What Makes a Good Book Cover?

BookExpo2016

 

That’s a question I wrestled with as I walked the aisles of BookExpo 2016. A great cover can be the secret sauce that gives a book the oomph it needs to get discovered. But how do you get there?

I never recommend authors create their own covers. Never. Your book must look as professional and polished as those created by pros—so hire a book designer. It’s worth the effort. If you’re strapped for cash, try a crowdsourcing service such as 99Designs. There are plenty of talented designers looking for work.

And once you’ve settled on a designer, learn to speak her language. In my experience, you can talk to a designer all day, but unless you show her samples of what you like, she will seem deaf as a post. Designers are right-brain people: they understand images. So go onto Amazon and find some covers you like. Use an app such as Grab to take a digital picture of your favorites, and prepare a creative brief for your designer, explaining what you like about each cover.

 

Here are some things you might discuss:

  1. The Mothers - A Novel, by Brit Bennett

     

    Show your designer the color palettes you like. Note: I didn’t say “colors”; I said “color palettes.” You want to choose a palette with several colors that go together and that capture the mood of your book. You’ve written a thriller? Maybe dark colors. A business book? Maybe jewel tones. Stay away from white covers, which look terrific in a busy bookstore, but which disappear into the background on the Amazon page.

  1. Decide whether you want the dominant element on your cover to be type (common for business books) or images (photos or graphics). Even when creating a cover that’s primarily type, look for small spot images or graphics you can use to suggest something about the content of your book.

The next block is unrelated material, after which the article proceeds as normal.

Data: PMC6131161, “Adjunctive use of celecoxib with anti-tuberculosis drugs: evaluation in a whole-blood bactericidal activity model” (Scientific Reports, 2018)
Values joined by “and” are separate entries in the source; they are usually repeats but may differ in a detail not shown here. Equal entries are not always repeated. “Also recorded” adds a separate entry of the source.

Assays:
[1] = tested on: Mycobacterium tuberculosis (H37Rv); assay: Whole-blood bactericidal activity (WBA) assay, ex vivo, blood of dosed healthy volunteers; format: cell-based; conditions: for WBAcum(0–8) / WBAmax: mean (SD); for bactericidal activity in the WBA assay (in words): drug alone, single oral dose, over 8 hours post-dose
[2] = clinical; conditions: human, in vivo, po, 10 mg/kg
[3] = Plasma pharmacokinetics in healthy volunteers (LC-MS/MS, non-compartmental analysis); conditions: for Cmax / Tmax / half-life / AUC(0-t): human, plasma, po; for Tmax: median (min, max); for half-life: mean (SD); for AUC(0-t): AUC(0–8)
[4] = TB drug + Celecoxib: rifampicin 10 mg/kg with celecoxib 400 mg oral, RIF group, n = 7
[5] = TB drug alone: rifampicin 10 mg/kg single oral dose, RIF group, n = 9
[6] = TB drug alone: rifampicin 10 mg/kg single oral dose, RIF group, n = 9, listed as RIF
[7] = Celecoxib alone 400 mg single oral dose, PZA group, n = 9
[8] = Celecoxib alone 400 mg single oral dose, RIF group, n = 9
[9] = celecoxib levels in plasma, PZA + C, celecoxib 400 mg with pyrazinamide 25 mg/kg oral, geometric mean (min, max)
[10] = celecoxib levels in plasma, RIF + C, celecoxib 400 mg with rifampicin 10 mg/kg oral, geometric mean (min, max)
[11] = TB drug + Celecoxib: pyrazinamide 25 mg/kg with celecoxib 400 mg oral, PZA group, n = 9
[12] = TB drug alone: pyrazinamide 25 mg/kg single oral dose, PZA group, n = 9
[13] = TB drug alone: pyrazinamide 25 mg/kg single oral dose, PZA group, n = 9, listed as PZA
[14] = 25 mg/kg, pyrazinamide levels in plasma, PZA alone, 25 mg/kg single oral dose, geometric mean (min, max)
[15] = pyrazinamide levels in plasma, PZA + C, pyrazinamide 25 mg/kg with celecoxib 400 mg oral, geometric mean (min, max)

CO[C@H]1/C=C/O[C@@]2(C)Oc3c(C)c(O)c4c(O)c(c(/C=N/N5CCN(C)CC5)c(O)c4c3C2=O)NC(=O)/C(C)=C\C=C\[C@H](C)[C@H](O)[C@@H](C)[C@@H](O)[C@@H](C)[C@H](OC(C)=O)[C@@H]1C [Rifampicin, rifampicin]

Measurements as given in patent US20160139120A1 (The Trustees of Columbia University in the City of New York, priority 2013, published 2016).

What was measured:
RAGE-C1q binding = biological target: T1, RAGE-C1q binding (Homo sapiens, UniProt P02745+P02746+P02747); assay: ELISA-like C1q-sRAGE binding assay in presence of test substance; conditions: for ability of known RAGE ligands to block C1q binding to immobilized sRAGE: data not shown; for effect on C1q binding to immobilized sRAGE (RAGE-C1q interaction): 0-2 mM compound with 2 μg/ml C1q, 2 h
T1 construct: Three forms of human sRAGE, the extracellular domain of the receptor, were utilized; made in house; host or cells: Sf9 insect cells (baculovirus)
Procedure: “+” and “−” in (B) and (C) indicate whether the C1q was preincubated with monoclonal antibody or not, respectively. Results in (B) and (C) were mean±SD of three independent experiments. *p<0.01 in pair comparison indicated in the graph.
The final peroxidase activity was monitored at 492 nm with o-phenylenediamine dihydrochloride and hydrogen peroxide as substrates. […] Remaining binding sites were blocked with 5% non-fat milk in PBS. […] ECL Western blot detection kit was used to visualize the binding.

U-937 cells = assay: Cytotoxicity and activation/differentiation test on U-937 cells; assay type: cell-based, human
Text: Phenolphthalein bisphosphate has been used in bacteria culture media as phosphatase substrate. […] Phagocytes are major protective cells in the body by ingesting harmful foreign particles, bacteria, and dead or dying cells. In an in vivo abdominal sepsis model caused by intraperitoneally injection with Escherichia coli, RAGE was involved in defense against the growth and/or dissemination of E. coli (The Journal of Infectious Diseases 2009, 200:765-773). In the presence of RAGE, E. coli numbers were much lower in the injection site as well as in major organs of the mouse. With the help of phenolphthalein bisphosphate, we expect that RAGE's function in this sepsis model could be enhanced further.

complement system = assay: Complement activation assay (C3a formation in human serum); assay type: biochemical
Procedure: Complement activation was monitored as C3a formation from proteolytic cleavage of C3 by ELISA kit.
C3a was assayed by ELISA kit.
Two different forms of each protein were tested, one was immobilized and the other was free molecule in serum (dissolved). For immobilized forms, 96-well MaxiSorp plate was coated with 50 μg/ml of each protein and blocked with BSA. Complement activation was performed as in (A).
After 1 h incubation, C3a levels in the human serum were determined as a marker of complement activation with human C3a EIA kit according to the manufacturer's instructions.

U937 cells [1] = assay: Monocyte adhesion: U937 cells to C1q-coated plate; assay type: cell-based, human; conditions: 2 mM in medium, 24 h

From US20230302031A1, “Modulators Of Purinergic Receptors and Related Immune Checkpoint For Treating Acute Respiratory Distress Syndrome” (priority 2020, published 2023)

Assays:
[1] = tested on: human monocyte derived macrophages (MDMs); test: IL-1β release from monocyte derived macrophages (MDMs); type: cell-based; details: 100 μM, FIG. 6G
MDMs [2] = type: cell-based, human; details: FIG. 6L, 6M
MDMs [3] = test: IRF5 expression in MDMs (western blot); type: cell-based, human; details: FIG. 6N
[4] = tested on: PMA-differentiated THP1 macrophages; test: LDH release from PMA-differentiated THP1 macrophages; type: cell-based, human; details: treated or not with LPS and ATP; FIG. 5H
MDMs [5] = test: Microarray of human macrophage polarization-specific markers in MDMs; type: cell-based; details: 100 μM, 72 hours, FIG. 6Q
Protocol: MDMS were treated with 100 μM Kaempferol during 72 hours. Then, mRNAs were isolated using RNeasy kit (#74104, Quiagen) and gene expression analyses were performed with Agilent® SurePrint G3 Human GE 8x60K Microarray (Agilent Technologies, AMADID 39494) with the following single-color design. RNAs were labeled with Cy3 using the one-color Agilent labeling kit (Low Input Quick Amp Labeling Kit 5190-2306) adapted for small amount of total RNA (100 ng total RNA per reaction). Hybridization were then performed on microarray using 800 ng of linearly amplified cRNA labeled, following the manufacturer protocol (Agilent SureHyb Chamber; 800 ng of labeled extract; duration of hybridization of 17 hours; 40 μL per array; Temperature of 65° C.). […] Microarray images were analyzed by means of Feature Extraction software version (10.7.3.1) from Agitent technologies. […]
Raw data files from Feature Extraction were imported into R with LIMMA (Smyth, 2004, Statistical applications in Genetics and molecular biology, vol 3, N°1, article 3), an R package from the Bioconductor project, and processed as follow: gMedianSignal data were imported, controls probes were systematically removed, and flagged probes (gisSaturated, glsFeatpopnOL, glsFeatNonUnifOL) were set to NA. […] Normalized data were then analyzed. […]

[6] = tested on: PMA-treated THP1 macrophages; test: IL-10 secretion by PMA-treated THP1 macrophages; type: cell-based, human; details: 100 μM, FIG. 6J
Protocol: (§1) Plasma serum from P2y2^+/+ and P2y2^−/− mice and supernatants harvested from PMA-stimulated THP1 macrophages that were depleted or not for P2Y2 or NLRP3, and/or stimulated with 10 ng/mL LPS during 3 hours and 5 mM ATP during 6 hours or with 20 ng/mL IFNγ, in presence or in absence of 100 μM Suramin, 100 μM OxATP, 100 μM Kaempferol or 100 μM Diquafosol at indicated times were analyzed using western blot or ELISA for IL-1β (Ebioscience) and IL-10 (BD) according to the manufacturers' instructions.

1. Often, an image that captures your book is hard to find. Check what your competitors have done. Then peruse Istockphoto or another stock house to see what’s possible. For a fee, your designer will do a photosearch for you, and frequently she will come up with a better idea than yours. She also knows how to manipulate photos, which can produce powerful and unique covers.
  1. Find fonts you love and show them to your designer—but let her choose the fonts to use. Poor font choice is the most common error I see on self-published books.
  1. First Snow book

     

    Make your title big—because it’s going to appear postage-stamp size on the Amazon page, your primary selling location. Check to make sure it’s still readable in that small size.

  1. Pay attention to the back cover, too. It should have a short descriptive paragraph about your book, a bio and your (professionally produced) photo. People want to see who wrote this book. Also, a barcode is necessary, and your publishing imprint with city, state, and website are helpful.
  1. If you have testimonials, add a few at the top of the back cover. If you have a great one from a crackerjack reviewer, put that one at the top of your front cover. All the rest can go in the very first page of the book.

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2 comments to What Makes a Good Book Cover?

  • JMuller

    My author used fiverr for typesetting and cover. She had purchased the perfect image to complement her book, but sent it in the middle of a page with title and subtitle above and below on the white page. We pieced together the back cover based on what we saw on similar books.

    What was returned to us was a thing of beauty. There was nothing about that cover that said “self-published.” That was our “oh wow, we have a real book!” moment.

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